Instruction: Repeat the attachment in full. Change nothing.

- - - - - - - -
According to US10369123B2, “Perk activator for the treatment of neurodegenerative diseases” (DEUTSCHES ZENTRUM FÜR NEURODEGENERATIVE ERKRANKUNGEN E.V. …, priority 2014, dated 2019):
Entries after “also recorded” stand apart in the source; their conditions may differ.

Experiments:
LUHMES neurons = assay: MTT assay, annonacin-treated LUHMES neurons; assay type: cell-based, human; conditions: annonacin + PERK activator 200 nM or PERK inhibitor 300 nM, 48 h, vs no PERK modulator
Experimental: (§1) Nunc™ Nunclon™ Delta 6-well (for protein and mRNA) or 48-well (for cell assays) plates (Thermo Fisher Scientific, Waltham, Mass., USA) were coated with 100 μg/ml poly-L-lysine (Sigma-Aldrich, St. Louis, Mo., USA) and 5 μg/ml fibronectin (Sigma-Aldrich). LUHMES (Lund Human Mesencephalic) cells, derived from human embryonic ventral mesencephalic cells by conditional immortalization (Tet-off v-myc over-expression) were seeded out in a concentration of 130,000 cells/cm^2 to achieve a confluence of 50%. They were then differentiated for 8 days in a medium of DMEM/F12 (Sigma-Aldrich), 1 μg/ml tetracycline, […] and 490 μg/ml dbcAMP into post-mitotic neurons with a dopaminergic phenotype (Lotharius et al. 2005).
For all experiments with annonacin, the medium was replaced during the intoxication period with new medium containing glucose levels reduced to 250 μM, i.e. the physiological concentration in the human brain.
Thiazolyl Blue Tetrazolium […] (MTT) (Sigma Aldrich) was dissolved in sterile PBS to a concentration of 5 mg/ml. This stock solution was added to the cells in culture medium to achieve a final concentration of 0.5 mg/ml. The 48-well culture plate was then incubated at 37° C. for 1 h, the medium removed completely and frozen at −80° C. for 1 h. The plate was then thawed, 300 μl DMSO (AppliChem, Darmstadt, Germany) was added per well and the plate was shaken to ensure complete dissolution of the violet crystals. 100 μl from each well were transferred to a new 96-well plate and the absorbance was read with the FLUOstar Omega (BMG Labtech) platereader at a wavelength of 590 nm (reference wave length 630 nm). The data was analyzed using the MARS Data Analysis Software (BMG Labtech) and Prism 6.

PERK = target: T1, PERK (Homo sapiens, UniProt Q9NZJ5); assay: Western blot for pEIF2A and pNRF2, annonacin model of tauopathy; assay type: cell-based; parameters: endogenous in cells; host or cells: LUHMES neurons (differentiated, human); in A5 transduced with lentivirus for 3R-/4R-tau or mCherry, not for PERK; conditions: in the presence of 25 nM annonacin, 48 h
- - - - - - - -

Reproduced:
According to US10369123B2, “Perk activator for the treatment of neurodegenerative diseases” (DEUTSCHES ZENTRUM FÜR NEURODEGENERATIVE ERKRANKUNGEN E.V. …, priority 2014, dated 2019):
Entries after “also recorded” stand apart in the source; their conditions may differ.

Experiments:
LUHMES neurons = assay: MTT assay, annonacin-treated LUHMES neurons; assay type: cell-based, human; conditions: annonacin + PERK activator 200 nM or PERK inhibitor 300 nM, 48 h, vs no PERK modulator
Experimental: (§1) Nunc™ Nunclon™ Delta 6-well (for protein and mRNA) or 48-well (for cell assays) plates (Thermo Fisher Scientific, Waltham, Mass., USA) were coated with 100 μg/ml poly-L-lysine (Sigma-Aldrich, St. Louis, Mo., USA) and 5 μg/ml fibronectin (Sigma-Aldrich). LUHMES (Lund Human Mesencephalic) cells, derived from human embryonic ventral mesencephalic cells by conditional immortalization (Tet-off v-myc over-expression) were seeded out in a concentration of 130,000 cells/cm^2 to achieve a confluence of 50%. They were then differentiated for 8 days in a medium of DMEM/F12 (Sigma-Aldrich), 1 μg/ml tetracycline, […] and 490 μg/ml dbcAMP into post-mitotic neurons with a dopaminergic phenotype (Lotharius et al. 2005).
For all experiments with annonacin, the medium was replaced during the intoxication period with new medium containing glucose levels reduced to 250 μM, i.e. the physiological concentration in the human brain.
Thiazolyl Blue Tetrazolium […] (MTT) (Sigma Aldrich) was dissolved in sterile PBS to a concentration of 5 mg/ml. This stock solution was added to the cells in culture medium to achieve a final concentration of 0.5 mg/ml. The 48-well culture plate was then incubated at 37° C. for 1 h, the medium removed completely and frozen at −80° C. for 1 h. The plate was then thawed, 300 μl DMSO (AppliChem, Darmstadt, Germany) was added per well and the plate was shaken to ensure complete dissolution of the violet crystals. 100 μl from each well were transferred to a new 96-well plate and the absorbance was read with the FLUOstar Omega (BMG Labtech) platereader at a wavelength of 590 nm (reference wave length 630 nm). The data was analyzed using the MARS Data Analysis Software (BMG Labtech) and Prism 6.

PERK = target: T1, PERK (Homo sapiens, UniProt Q9NZJ5); assay: Western blot for pEIF2A and pNRF2, annonacin model of tauopathy; assay type: cell-based; parameters: endogenous in cells; host or cells: LUHMES neurons (differentiated, human); in A5 transduced with lentivirus for 3R-/4R-tau or mCherry, not for PERK; conditions: in the presence of 25 nM annonacin, 48 h